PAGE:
With all of the foolishness coming from this administration on a daily (heck, even hourly) basis, it is hard to keep up. And when it comes to rather dense and dry things like budget numbers—well, you’d be forgiven for thinking that can’t be as bad as trying to take away health insurance from millions and ending Medicaid as we know it, or ripping apart immigrant families, or basically anything that has to do with Russia?
Unfortunately, friends, it’s extremely bad. If the budget plan for fiscal year (FY) 2018 that Trump released today goes into effect, millions of women, men, and families will suffer in very real ways. Women and children will lose health care coverage, families will lose the help they need to put food on the table, and workers with disabilities will be left to fend for themselves. The Trump Administration proposes dramatic cuts to basic assistance for families—to the tune of $1.7 billion—all while handing billions of dollars in tax cuts to the very richest Americans and corporations. Donald Trump’s friends in the top one percent are the only ones who come out winners in his economic plan.
As for the rest of us, I’m afraid the president’s budget has us marked as losers. Here are just a few of the ways in which the Trump budget makes clear that any promises he made to look out for struggling Americans and ordinary working folks were nothing but empty rhetoric to win a campaign.
- It compounds congressional attempts to repeal the Affordable Care Act (ACA) with devastating cuts to health coverage and access to care for millions of women. Among its many harmful proposals, the Trump budget would throw individuals off of health care and leave them without critical protections, which means being a woman could once again be treated as a pre-existing condition. It would devastate the Medicaid program, which would particularly harm the 17 million low-income women ages 18-64 who rely on Medicaid for health coverage. It targets Planned Parenthood, potentially leaving millions of individuals nationwide without access to a trusted provider of reproductive and preventive care. And it prioritizes religious exemption laws that allow health care providers to refuse to treat a woman seeking an abortion, even though recent NWLC polling showed that U.S. voters oppose these laws.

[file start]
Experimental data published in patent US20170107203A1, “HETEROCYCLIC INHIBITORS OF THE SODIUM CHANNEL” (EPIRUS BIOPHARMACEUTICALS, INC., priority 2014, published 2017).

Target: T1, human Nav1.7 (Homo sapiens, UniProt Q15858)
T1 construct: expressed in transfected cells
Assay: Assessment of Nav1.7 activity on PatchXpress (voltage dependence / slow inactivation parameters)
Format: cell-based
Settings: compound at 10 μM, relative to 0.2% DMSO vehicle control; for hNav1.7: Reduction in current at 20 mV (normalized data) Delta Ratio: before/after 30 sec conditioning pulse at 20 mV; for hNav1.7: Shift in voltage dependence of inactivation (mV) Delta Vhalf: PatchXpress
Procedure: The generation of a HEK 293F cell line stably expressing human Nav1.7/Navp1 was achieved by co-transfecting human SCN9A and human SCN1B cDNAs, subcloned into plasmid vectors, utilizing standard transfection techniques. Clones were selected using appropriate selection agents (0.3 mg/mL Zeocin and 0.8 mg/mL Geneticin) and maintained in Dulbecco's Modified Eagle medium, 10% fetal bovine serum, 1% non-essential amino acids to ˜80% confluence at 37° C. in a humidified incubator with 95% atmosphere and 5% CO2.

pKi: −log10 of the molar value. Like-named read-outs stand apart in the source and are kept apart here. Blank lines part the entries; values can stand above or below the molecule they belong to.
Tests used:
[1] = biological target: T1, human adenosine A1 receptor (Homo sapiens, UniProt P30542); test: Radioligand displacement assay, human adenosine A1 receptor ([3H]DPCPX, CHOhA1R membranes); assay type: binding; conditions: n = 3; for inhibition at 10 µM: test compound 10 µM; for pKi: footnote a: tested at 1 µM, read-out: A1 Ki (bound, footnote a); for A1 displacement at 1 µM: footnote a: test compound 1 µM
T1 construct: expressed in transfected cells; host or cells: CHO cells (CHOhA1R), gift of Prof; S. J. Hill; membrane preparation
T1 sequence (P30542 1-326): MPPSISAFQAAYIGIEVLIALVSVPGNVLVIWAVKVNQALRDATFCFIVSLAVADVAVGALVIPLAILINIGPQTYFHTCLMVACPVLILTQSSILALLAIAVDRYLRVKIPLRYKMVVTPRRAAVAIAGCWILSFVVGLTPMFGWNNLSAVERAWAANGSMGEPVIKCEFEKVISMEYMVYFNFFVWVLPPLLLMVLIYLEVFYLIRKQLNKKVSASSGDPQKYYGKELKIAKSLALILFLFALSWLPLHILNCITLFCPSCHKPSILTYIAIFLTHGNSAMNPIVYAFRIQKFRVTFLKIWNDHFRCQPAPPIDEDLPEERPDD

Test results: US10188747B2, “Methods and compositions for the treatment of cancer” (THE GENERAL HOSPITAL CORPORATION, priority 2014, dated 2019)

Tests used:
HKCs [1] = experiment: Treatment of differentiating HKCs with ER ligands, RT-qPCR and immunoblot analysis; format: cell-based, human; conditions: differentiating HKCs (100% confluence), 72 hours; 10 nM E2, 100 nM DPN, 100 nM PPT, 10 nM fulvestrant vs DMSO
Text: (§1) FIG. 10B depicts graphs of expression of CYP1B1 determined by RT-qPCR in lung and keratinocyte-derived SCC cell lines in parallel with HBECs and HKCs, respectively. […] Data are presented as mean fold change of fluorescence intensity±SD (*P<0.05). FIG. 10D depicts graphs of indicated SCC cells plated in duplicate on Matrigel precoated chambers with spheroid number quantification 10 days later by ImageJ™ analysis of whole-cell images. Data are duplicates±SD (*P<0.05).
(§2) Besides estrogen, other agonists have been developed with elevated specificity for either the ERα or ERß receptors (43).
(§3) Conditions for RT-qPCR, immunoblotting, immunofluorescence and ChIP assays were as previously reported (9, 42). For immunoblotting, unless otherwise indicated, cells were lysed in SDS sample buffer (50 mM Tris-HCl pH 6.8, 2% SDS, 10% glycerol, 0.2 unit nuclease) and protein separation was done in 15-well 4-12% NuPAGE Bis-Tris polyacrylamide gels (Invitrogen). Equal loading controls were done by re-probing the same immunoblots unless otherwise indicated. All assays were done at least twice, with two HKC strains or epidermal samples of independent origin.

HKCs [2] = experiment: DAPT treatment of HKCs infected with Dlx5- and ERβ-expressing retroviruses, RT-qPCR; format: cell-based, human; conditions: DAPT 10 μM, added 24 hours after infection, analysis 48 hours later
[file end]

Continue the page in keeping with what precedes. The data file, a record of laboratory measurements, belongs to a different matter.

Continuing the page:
- It guts basic supports for our most vulnerable families, children, and workers with disabilities. The Trump budget cruelly slashes programs that provide a basic standard of living to the most vulnerable among us—families who are down on their luck, children, and disabled workers. Among its many, many program cuts, the Trump budget takes steps to dismantle the Supplemental Nutrition Assistance Program (SNAP, also known as food stamps), the Children’s Health Insurance Program (CHIP), and the Social Security Disability Insurance program. The Trump proposal’s dramatic changes to these programs that provide basic supports to everyday Americans would hurt millions:
- SNAP helps ensure that people can still feed their families when they’re facing tough times, like losing a job or getting their hours cut at work. About 44 million people use SNAP benefits each month—and women make up the majority of adults who use the program. Trump’s proposal would slash funding for SNAP by $193 billion over ten years, reduce eligibility for the program, and enable states to reduce benefits, among other changes. This means that families who may need help putting food on the table during rough patches could find themselves unable to access SNAP at all or would receive a lower amount of benefits—even though benefits amount to an already low average of $1.40 per person per meal.